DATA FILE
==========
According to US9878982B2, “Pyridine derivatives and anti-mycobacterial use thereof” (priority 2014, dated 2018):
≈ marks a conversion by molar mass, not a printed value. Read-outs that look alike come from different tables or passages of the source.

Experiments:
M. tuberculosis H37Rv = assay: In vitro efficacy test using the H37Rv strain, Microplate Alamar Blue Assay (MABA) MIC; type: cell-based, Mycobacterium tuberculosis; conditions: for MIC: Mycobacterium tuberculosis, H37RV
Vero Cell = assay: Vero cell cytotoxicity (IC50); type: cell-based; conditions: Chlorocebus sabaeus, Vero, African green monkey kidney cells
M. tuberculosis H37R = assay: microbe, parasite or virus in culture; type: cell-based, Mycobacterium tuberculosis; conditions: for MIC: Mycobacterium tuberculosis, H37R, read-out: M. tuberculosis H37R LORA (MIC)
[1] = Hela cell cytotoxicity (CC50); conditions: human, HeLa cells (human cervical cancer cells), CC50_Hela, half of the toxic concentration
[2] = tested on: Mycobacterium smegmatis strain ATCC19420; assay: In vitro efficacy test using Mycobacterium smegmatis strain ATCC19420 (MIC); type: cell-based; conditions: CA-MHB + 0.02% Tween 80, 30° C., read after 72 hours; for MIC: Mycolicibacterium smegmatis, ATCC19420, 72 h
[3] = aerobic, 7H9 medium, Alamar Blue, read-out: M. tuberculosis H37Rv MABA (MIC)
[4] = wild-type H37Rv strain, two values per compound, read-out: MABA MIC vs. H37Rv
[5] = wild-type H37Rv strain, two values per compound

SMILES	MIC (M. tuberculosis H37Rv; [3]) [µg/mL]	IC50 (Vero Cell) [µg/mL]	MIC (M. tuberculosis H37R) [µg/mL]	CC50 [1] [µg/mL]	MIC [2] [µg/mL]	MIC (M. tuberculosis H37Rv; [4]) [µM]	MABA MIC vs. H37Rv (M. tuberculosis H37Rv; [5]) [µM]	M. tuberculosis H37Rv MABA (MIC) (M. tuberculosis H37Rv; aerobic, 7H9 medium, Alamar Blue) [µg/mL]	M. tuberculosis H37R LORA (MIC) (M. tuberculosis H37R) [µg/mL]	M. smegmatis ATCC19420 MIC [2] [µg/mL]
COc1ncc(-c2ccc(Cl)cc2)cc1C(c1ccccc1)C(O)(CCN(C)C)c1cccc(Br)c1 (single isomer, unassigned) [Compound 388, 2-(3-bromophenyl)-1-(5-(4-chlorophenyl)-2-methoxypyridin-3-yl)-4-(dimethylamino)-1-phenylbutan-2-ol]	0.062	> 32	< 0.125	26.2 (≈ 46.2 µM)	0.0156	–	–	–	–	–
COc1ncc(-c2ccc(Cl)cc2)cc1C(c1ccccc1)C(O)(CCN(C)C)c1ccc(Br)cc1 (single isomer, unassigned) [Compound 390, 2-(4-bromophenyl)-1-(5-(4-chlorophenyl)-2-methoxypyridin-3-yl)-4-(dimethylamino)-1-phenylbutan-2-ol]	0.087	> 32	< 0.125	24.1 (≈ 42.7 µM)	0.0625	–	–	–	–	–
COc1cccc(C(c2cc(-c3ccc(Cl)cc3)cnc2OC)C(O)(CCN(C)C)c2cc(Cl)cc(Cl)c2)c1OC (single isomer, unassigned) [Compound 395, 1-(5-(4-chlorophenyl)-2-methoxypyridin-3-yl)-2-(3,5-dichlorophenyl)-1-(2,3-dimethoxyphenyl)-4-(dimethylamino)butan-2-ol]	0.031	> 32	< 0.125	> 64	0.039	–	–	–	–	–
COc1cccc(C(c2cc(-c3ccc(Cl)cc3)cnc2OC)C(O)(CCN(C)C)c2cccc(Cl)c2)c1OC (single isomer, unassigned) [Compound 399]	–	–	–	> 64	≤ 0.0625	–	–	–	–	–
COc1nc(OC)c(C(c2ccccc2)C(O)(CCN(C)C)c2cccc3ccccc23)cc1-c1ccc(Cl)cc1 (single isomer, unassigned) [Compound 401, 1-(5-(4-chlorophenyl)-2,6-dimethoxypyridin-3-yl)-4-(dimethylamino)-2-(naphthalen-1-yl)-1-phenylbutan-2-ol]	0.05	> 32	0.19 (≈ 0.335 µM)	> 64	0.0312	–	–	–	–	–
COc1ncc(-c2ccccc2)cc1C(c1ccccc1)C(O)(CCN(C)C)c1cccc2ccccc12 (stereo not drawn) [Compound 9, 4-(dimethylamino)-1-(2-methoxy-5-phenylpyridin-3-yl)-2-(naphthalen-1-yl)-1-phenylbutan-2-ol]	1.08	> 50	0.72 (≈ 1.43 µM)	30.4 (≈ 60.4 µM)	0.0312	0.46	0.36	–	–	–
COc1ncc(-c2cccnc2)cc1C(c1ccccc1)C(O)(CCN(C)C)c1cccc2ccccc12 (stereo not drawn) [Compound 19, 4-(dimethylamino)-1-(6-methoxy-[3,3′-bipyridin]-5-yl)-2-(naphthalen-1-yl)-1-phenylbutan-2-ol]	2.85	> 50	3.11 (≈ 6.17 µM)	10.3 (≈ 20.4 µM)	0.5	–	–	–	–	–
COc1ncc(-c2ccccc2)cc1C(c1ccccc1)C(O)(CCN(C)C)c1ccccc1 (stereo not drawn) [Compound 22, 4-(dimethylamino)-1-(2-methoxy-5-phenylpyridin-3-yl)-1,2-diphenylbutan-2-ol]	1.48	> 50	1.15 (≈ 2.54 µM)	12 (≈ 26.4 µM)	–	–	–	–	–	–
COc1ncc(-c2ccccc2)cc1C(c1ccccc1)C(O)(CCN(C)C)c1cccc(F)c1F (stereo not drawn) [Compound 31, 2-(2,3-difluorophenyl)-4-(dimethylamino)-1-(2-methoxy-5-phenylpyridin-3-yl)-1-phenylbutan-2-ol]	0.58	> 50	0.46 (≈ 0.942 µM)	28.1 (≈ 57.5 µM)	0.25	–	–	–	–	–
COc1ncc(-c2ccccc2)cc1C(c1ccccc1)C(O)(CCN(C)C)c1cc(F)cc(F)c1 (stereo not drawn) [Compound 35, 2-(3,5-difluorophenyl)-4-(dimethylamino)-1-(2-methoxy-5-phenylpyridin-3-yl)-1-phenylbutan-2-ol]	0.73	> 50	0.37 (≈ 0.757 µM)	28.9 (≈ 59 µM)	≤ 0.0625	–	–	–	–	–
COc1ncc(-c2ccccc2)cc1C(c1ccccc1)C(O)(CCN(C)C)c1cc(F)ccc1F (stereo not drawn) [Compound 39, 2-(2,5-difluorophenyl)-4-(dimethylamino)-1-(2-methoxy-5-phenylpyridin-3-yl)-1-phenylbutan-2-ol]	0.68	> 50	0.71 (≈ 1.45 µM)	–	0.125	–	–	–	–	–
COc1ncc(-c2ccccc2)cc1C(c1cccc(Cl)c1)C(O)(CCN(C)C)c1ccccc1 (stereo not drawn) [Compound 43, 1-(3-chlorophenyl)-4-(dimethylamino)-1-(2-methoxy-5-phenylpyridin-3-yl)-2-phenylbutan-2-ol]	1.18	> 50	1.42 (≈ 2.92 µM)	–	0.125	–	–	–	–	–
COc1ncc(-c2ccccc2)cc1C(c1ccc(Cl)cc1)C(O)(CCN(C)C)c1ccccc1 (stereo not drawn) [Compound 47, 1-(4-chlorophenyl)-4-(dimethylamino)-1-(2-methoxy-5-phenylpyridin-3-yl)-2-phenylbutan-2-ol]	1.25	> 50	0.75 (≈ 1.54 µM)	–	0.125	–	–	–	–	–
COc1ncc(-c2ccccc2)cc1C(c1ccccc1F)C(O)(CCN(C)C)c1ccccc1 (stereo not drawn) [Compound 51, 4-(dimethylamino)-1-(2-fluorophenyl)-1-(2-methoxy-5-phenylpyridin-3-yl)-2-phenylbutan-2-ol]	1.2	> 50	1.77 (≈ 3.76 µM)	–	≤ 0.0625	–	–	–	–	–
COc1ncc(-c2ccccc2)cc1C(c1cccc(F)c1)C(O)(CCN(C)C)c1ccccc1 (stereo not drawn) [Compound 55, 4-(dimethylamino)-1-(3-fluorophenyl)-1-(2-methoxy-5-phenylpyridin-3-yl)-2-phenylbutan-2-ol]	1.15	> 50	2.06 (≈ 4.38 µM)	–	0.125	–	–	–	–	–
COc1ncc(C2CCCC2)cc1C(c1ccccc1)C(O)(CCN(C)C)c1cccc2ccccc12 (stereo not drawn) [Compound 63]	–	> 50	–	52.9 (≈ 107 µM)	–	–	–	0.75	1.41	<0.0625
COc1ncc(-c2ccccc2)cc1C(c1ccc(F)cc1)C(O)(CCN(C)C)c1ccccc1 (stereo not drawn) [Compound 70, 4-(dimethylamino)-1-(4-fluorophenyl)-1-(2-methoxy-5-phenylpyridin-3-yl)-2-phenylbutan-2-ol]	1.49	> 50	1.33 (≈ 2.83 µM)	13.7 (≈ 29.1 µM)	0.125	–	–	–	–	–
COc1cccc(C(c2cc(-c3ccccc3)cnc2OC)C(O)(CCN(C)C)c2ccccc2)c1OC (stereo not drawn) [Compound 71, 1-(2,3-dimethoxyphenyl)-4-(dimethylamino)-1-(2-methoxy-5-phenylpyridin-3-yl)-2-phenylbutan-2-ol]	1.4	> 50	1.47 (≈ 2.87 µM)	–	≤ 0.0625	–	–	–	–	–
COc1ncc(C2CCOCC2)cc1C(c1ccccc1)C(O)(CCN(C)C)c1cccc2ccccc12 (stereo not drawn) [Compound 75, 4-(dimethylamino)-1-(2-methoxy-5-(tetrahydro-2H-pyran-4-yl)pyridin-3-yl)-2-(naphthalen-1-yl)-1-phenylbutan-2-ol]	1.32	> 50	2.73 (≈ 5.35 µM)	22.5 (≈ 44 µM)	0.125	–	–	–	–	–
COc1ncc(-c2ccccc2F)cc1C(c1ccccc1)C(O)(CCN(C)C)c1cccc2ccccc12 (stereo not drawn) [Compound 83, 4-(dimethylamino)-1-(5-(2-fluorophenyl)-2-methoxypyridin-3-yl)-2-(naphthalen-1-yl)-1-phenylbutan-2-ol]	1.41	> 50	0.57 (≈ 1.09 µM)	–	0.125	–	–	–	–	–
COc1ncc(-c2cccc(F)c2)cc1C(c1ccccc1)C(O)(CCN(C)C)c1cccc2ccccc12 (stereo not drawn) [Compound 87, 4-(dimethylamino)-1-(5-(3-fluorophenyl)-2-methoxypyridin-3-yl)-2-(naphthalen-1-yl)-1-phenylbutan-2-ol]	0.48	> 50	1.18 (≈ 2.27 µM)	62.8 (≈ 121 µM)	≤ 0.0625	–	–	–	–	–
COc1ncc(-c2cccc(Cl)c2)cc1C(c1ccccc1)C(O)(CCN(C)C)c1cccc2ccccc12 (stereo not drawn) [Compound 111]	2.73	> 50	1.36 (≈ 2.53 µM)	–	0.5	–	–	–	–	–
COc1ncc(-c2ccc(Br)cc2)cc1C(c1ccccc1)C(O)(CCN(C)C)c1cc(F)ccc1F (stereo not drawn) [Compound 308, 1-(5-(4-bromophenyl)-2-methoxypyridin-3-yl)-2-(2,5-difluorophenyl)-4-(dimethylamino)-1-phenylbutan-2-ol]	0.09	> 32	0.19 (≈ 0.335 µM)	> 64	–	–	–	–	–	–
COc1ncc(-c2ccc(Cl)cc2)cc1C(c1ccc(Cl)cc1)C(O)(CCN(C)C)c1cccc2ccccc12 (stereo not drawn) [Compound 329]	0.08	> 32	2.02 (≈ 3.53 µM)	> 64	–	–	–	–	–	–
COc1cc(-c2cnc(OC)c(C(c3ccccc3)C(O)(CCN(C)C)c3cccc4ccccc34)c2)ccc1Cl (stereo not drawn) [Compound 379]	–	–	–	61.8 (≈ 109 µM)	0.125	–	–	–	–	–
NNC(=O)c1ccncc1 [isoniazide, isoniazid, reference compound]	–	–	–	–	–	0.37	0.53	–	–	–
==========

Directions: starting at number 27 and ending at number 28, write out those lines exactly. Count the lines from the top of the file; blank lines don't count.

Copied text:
COc1ncc(-c2ccccc2)cc1C(c1cccc(F)c1)C(O)(CCN(C)C)c1ccccc1 (stereo not drawn) [Compound 55, 4-(dimethylamino)-1-(3-fluorophenyl)-1-(2-methoxy-5-phenylpyridin-3-yl)-2-phenylbutan-2-ol]	1.15	> 50	2.06 (≈ 4.38 µM)	–	0.125	–	–	–	–	–
COc1ncc(C2CCCC2)cc1C(c1ccccc1)C(O)(CCN(C)C)c1cccc2ccccc12 (stereo not drawn) [Compound 63]	–	> 50	–	52.9 (≈ 107 µM)	–	–	–	0.75	1.41	<0.0625